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Here's one for Serif 'old timers'!

If you were with Serif in pre Affinity days, you may still have your copy of DrawPlus 6. It has an excellent spiral tool - the number of arms and the number of turns per arm are freely adjustable.

So dig out your old copy, design your spiral, and export it as an SVG. Then open in Affintiy. You won't be able to adjust the structure any further, but you can alter everything else (size, line, fill, effects etc).

It's worked fine for me.

Spiral_snip.PNG

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On 5/2/2015 at 5:58 AM, ronnyb said:

Easiest way I know, but I don't think it yields a TRUE spiral, more of a "stepped" spiral, as the segments are not expanding continuously, but rather in ¼ circle increments. Until the wizards at Affinity give us THE POWER of a true Spiral Shape, we are left with this "crude" approximation, but it works decently...

 

1. Using the Circle Shape tool, make 4 times as many concentric circles as you need "turns" in your spiral. Set the Fill to none and Stroke as you wish for all circles.

 

2. Convert all the circle Shapes to Curves using the Context Toolbar running across the top of the UI

 

3. Split the innermost circle's path into two paths by selecting the Node tool, selecting one point, clicking on the Break Curve button on the context toolbar, selecting the adjacent node and reapplying the Break Curve command on it. You should now have 2 paths comprising ¼ and ¾ of the circle.

 

4. Delete the ¾ circle path

 

5. Repeat this procedure for each circle radiating from the center, remembering to Break the Curves at the "next" quarter-circle path segment in the direction you want the spiral turning, either clockwise or counterclockwise, relative to the previous path segment you split.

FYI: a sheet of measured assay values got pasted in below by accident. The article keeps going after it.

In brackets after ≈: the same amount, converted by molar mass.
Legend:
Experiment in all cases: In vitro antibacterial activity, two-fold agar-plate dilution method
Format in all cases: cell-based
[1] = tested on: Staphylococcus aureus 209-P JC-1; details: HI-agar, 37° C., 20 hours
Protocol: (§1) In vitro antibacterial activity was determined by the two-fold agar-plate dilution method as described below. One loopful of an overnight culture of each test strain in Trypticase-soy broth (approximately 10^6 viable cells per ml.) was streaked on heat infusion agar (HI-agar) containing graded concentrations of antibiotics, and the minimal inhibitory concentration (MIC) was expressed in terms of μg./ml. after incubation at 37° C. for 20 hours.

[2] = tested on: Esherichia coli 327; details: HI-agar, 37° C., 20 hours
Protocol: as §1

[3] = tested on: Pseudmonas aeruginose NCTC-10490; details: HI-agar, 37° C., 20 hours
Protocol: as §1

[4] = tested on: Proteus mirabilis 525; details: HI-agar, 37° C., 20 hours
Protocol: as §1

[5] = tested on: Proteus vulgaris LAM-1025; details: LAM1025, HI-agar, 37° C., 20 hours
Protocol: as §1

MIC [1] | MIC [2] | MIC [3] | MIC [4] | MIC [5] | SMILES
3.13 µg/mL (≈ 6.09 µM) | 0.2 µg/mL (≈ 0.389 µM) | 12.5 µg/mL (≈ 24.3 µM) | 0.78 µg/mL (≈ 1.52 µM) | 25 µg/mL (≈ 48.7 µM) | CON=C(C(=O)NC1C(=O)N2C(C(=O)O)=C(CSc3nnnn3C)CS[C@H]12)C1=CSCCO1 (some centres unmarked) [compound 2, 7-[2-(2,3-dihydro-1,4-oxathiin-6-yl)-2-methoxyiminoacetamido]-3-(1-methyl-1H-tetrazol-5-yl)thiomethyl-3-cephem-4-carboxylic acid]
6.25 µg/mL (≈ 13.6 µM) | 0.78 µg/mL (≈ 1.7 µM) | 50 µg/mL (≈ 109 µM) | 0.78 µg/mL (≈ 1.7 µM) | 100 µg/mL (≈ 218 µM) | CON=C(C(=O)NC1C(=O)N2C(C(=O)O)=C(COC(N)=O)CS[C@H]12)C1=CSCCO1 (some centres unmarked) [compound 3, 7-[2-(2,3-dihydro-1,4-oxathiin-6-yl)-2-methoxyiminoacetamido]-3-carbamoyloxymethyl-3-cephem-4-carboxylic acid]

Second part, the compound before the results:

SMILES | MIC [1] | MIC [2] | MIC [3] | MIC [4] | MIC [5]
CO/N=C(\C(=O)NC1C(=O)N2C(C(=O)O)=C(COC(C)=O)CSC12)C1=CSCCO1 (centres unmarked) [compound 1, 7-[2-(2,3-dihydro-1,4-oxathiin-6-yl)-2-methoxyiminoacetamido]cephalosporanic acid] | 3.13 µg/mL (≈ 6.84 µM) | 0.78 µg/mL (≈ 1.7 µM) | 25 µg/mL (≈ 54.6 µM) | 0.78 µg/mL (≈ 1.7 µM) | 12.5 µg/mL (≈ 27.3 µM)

6. Turn on Snapping to include Objects bounding boxes.

 

7. Using the move tool, drag the innermost quarter circle, and snap it to the next quarter circle where the spirals would naturally meet. You may need to hover over the second quarter circle to enable it as a Snapping Candidate (the path will have a thin purple outline to let you know its a snapping candidate. When the paths are aligned horizontaly and vertically, you should see red and green guides temporarily appear as you drag the first path next to the bounding edges of the second path.

 

8. Using the Node Tool, select the overlapping nodes of both paths and press the Join Curves button on the Context Toolbar.

 

9. Continue this process for the remaining quarter circles.

 

Alternatively, you can make one circle and split it into ¼ and ¾ as descrbed above, then using the Move tool, Rotate it by 90°, drag a corner and scale it proportionally as desired, and simply press Cmd + J as many times as you want to duplicate the original path AND the 2 transformations you applied. This will yield overlapping quarter circles which you can then join as described in step 8 above...

 

 

Just wanted to thank you for taking the time to write clear and detailed instructions for how to create a spiral. This was a huge help and much appreciated. Thank you!

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